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Throwing some bouquets and a boo
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If you are a news-watcher at all, especially if you watch any or all of the 24-hour television news channels, you are probably sick of hearing about elections.

But don't tune out completely. Too many citizens have apparently done that. And that's my "boo."

I don't know the exact figures to quote, although we've seen them several times, but the percentage of possible voters, even registered voters, who actually vote in primaries and general elections is far too low. When so many people around the world don't have the opportunity to choose their public officials, it is disgraceful that so many of us here in Dawson County, in Georgia, in the U.S. refuse to use that opportunity -- which is really also a responsibility.

True, an ignorant voter can be a dangerous one: admittedly it is difficult to learn all the needed information about a wide field of candidates such as we had this year in our local primaries. But we can be alert, pay attention to past records, talk to others, and become reasonably informed. With early voting access and absentee ballots before actual voting date, there is little excuse for avoiding that duty. So those who fail that test of citizenship should indeed be ashamed.

Now I'd like to hand some bouquets to the ones who are willing to work as candidates for all the positions of public service. It is not an easy matter to put one's reputation on the line. Congratulations to both the winners and the losers. And to voters, remember we have some local run-offs coming up, even before the November elections.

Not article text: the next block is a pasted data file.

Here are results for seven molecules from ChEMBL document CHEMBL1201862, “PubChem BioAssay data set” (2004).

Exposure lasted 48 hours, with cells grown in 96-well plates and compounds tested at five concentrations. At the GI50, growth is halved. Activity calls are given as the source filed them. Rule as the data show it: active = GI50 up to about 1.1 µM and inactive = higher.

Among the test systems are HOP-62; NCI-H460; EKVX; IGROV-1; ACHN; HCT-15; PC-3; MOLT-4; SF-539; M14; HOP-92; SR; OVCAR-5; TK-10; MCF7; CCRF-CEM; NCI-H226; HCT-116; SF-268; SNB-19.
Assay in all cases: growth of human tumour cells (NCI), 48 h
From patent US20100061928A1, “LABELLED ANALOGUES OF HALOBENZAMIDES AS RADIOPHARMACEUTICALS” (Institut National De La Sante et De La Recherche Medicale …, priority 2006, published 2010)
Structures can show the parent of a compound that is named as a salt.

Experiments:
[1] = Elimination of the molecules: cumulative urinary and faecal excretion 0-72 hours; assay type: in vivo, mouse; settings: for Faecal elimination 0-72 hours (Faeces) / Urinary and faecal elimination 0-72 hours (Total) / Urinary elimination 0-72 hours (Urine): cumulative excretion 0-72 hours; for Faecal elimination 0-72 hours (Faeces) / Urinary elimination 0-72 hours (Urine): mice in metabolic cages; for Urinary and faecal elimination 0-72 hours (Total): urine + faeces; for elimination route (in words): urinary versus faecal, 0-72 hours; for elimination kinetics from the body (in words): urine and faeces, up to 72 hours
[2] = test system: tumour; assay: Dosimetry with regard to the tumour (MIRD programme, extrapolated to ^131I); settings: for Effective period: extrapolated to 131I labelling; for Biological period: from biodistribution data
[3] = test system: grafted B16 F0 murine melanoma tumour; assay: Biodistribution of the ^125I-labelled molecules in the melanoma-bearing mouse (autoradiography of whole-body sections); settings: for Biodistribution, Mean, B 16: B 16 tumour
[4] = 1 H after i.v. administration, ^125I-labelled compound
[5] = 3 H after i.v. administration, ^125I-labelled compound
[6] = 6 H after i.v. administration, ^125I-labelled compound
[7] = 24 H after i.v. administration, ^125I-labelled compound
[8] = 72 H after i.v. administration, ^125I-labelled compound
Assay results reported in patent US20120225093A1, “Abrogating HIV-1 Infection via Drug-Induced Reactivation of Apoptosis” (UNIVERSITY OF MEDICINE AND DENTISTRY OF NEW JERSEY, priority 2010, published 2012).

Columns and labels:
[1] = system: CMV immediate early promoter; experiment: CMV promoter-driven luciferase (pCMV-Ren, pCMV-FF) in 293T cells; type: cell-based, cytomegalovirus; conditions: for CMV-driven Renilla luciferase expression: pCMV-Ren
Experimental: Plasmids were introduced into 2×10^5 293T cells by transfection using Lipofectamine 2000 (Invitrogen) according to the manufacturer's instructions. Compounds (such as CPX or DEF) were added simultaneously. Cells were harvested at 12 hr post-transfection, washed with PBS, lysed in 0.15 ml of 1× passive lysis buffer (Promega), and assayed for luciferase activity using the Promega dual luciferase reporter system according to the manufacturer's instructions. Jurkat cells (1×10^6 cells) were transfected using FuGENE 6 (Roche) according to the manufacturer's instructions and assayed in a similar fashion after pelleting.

Gratitude is also due to our local officials who are retiring from their particular places of service, especially long-time servants such as Linda Townley, James Swafford, Billy Carlisle and Mike Berg (and even the pastor of my church, Orin Sampson).

We hope you all will continue to be active in our Dawson County community. Many thanks.

Another bouquet goes to the county for the preservation work being done on the Historic Old Courthouse on the Square.

It is particularly difficult to preserve because it is constructed of handmade bricks, said to have been forged in a kiln at a spot called Rockpile, near the present city limits of Dawsonville, which had been designated to become the county seat of the newly-formed county.

Not only is this building considered the oldest working courthouse (in a limited sense, of course) in Georgia, the structure itself is of historic interest and should be preserved as long as possible.

By the way, I understand the reason some people were alarmed when they thought it was being painted white. That really happened some years ago, and when the building was being restored, getting that white paint off those crumbly bricks was a precarious undertaking. So those of us who worked hard in the 80s to have that restoration accomplished are especially grateful for the present carefully done preservation. (And thanks for the explanation about the white primer and red-brick finish.)

If I were younger and more involved in current activities, I would probably have many more reasons to hand out bouquets.

I will, however, toss one to young Chase Elliott.

It is a pleasure to watch him follow in his father's racing footsteps.

May he become even more "awesome."

Helen Taylor's column appears periodically in the Dawson County News.